Both sealer cracks; Grout solid joint is prone to cracks due to its rigidity, unlike caulk that tends to shrink and contact. Caulk also do shrink over time and pull away from one material, consider removing and replacing it when the joint gets damaged.
Differences between Caulk and Grout
|Waterproof; best for windows, bathtubs and shower joint.||Porous, thus not good for areas that need waterproofing.|
|Used in joints on intersecting different planes, at an angle of 90 degree||Used for joints in the same plane and materials.|
|Strong enough to stick on the tile surface, carefully apply on corners.||Wont stick on the tile surface but good for tiles crevices.|
|Waterproof corners prone to mold and mildew growth, prevent cracking along different planes and materials.||Prevent tiles chipping and cracking along the same planes and materials.|
|Flexible to adhere to two different materials like glass and tiles surfaces||Fills voids and keep out debris in between tiles.|
|Applied with a caulking gun to avoid a sticky mess on tiles.||Applied through scraping over tiles and jamming it in space and wiping off the excess with wet sponge.|
|Available in silicone,latex or a blend of the two.||Available as cement-based and epoxy-based.|
- Grout is mainly applied using floats. The excess is then wiped using a sponge. Because of its inflexibility and waterproof qualities, it cannot be used on a plane that is 90 degrees to another. On the other hand, caulk can be applied to planes of different types of materials that are 90 degrees to each other. It is also quite flexible and can be used to seal the joints to prevent water leakage.
- Grout is available in different forms like the cement-based and epoxy-based. The cement-based one is the most common as it is the cheapest one. The epoxy-based has resins that give it its waterproof and flexibility qualities. However, it is expensive. Caulk is available in silicone, latex, and even a blend of both. It also consists of different polymers.
- Caulk is waterproof; that’s why it is applied on surfaces that have joints perpendicular to each other to prevent leakage of water. On the other hand, grout, which is cement-based, is not waterproof.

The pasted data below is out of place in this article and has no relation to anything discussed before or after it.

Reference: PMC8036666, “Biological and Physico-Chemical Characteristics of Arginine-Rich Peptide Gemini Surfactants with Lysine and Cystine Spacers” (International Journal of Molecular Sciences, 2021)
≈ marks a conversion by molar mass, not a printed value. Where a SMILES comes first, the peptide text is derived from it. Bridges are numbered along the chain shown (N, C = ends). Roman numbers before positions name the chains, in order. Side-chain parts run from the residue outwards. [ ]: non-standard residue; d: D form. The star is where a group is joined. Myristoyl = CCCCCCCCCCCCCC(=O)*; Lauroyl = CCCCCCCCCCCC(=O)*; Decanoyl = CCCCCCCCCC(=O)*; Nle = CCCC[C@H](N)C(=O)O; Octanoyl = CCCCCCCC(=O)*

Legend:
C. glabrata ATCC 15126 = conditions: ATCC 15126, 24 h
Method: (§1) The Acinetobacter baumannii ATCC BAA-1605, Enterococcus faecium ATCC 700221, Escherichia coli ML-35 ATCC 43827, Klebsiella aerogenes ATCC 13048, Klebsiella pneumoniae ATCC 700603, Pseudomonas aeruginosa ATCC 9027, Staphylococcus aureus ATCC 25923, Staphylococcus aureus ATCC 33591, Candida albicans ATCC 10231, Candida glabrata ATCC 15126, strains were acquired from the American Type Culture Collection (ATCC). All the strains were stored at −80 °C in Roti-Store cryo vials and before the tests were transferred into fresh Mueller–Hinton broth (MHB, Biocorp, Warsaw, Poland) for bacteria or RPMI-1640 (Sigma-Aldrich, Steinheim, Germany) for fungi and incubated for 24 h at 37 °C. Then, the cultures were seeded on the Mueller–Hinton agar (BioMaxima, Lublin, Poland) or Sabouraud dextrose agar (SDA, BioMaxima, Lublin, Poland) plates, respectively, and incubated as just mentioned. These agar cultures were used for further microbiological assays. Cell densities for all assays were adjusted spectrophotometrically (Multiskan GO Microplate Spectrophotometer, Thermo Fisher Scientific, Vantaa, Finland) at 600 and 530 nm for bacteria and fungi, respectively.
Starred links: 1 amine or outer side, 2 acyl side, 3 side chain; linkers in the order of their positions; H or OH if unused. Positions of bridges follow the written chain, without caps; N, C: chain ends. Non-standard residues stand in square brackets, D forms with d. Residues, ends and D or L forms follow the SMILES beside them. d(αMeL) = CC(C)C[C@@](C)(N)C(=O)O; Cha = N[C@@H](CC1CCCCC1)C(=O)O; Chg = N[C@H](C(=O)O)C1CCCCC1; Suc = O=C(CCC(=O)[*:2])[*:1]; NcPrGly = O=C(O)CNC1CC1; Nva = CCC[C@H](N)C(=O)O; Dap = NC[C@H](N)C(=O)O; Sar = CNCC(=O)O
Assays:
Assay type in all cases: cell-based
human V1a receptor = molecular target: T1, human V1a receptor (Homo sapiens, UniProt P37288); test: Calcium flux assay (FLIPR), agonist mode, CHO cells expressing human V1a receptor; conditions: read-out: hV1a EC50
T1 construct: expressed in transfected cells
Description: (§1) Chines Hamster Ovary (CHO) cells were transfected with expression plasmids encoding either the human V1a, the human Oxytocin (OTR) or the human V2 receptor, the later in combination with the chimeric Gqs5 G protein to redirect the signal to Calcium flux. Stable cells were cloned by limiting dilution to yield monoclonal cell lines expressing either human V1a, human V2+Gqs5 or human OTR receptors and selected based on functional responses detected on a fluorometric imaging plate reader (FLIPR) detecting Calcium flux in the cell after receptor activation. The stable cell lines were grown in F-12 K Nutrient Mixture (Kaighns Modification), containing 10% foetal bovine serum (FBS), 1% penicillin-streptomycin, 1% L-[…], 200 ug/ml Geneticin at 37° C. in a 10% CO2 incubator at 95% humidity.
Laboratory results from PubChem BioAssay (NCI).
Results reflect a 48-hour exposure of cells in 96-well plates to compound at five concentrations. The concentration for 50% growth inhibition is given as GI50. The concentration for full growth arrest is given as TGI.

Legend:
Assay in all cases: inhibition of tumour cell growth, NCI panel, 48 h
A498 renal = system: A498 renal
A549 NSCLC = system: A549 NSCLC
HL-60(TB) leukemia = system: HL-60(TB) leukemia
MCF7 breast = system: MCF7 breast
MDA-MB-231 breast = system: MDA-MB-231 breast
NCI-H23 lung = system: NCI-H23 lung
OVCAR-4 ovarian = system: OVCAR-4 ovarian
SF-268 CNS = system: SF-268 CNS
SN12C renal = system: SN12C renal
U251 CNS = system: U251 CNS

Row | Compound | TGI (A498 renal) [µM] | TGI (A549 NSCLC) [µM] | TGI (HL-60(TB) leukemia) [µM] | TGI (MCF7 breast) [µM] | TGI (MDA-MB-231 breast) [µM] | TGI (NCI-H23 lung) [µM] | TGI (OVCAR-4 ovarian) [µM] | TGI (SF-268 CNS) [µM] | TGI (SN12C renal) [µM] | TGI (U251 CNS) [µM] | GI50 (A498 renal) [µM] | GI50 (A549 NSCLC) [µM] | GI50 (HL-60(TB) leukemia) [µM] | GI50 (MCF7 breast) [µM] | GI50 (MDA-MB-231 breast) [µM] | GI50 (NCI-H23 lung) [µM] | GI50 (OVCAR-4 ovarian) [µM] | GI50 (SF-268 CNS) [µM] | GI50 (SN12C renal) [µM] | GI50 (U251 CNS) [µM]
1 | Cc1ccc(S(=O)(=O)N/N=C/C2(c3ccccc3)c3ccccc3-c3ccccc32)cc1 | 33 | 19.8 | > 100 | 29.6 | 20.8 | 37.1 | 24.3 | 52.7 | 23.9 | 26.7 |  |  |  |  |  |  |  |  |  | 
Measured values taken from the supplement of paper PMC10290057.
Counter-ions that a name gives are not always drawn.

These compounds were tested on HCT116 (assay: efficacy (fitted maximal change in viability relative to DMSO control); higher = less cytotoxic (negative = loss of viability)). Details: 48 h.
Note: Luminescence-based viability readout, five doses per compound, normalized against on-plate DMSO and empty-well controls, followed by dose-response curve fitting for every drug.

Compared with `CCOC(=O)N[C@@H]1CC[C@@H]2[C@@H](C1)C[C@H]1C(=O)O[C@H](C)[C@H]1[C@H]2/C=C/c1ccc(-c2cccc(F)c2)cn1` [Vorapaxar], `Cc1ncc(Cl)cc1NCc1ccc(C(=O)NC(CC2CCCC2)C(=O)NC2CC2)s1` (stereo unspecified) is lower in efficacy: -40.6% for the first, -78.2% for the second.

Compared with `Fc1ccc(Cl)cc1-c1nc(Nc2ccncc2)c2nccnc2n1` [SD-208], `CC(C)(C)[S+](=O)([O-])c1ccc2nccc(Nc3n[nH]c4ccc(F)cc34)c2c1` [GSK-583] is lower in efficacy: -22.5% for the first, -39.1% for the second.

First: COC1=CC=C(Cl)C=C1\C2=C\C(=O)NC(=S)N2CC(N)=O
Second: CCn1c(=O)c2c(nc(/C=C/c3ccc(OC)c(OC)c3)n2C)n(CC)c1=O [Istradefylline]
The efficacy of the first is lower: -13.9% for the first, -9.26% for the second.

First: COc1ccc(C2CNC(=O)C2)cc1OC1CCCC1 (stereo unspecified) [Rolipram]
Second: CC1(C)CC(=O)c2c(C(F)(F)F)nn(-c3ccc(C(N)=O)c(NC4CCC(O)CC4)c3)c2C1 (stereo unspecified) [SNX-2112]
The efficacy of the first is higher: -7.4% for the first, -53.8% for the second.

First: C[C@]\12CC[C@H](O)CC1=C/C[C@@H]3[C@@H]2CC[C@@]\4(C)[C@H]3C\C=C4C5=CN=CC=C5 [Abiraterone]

- Grout is very strong and hardens quickly; that is why it is mainly used in large projects while the caulk is less strong. It is flexible; that’s why they are not used in large projects.
- Grout is the best choice for use in wet areas like tiles bathroom walls and shower floors. It binds with concrete backing used behind tiles forming water-impervious bonds that prevent moisture saturation thereby inhibiting mold and mildew growth. Caulk on the other hand I great choice for filling joints tiles and other angled seams in your house.
Can I use Caulk instead of Grout?
It depends on where you would want to use the caulk instead of grout. But it is not advised to use them interchangeably. This is because they have different properties. Specific scenarios would warrant the need for caulk instead of grout. Such scenarios include;
- Change of plane – for example, where the shower wall meets the floor, the best product to use would be the waterproof silicone caulk. This is because grout is more likely to crack due to settling.
- You can use caulk in the shower because grout is porous, and the possibility that it would develop stains and mildew is very high. With caulk, you can wipe it with a damp rag, and it will appear good as new.
Is grout better than caulk?
There is no definite answer to this question. Just as mentioned earlier, it depends on where you want to use either of the products. There are some places where grout is better than caulk and vice versa.